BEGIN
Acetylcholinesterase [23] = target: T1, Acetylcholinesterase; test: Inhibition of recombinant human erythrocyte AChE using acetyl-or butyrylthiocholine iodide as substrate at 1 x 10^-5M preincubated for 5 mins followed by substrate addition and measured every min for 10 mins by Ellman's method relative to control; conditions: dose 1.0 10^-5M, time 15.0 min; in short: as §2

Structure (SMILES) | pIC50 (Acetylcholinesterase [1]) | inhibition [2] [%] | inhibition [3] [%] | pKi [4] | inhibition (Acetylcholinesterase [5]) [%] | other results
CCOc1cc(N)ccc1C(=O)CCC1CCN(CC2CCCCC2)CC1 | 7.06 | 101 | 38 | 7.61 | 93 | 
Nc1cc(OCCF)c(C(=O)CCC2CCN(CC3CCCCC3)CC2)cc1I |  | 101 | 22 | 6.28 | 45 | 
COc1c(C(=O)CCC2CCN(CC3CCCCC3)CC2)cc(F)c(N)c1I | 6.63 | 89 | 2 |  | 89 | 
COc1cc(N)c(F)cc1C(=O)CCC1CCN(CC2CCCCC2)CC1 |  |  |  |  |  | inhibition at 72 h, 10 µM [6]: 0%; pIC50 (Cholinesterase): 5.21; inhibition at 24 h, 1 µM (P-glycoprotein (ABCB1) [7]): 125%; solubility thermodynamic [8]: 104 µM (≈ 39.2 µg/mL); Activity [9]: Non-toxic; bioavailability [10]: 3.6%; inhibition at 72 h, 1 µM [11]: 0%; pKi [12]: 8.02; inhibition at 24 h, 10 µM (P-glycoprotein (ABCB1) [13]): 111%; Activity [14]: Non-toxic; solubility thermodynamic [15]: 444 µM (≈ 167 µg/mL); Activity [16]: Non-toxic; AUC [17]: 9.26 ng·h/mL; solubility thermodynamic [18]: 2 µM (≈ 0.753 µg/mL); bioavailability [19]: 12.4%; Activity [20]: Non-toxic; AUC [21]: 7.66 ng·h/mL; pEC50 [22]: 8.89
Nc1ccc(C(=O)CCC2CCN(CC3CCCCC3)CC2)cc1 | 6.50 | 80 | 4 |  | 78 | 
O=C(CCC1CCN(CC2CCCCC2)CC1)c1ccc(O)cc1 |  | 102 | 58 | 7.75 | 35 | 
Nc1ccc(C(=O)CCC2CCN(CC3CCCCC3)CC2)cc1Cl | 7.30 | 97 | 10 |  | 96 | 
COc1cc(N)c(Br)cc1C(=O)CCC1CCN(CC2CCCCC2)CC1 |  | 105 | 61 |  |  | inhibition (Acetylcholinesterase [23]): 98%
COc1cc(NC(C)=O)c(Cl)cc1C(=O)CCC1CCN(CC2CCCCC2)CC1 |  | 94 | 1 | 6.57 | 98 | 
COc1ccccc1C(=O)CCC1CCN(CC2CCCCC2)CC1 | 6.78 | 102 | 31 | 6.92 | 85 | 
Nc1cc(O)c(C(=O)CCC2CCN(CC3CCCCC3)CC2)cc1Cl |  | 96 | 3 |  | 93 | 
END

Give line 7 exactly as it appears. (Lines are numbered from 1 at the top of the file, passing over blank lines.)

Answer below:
Nc1ccc(C(=O)CCC2CCN(CC3CCCCC3)CC2)cc1 | 6.50 | 80 | 4 |  | 78 | 